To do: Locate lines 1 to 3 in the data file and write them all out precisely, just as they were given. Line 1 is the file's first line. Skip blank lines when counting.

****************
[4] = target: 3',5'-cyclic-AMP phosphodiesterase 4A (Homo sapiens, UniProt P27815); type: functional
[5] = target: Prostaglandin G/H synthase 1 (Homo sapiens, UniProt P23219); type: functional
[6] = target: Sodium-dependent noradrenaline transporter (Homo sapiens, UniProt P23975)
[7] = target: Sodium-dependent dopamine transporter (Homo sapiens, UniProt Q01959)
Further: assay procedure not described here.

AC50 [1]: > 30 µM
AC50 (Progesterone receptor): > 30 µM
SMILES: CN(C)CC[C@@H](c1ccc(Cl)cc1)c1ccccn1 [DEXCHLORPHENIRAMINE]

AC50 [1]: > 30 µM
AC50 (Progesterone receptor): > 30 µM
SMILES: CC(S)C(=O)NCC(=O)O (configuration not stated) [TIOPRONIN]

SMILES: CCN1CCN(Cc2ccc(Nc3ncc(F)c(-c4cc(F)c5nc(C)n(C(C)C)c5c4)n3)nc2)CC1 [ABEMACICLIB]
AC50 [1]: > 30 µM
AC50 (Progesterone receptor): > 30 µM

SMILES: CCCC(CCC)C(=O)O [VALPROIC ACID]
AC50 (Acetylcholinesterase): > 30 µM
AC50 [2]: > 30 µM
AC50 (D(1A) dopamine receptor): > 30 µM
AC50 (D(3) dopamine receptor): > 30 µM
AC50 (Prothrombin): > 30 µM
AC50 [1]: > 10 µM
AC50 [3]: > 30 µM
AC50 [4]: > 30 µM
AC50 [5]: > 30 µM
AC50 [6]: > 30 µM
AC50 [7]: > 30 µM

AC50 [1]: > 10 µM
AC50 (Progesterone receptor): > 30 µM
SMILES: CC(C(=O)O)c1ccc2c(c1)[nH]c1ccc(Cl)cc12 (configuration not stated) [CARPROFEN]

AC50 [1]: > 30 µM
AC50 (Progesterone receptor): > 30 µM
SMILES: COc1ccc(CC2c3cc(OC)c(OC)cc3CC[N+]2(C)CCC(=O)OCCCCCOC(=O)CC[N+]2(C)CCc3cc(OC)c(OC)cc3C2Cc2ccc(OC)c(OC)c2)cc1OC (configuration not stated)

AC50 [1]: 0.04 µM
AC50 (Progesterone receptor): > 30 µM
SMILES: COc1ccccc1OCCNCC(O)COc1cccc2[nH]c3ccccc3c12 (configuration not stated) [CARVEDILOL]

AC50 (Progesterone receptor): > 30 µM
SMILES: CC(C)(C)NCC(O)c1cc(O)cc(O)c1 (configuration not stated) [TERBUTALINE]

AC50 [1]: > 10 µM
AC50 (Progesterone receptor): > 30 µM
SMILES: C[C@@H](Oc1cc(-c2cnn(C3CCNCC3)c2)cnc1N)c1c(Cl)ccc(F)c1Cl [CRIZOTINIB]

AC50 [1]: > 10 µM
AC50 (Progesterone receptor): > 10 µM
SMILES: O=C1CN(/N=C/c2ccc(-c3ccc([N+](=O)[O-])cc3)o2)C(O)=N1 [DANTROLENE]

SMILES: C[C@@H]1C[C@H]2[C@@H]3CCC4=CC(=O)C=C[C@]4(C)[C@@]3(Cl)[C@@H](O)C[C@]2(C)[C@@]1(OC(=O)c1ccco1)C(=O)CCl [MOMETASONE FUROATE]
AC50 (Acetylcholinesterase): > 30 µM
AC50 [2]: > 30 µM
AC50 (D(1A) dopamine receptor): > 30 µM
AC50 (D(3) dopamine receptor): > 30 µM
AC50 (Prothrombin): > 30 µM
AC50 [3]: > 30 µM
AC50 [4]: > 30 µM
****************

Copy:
[4] = target: 3',5'-cyclic-AMP phosphodiesterase 4A (Homo sapiens, UniProt P27815); type: functional
[5] = target: Prostaglandin G/H synthase 1 (Homo sapiens, UniProt P23219); type: functional
[6] = target: Sodium-dependent noradrenaline transporter (Homo sapiens, UniProt P23975)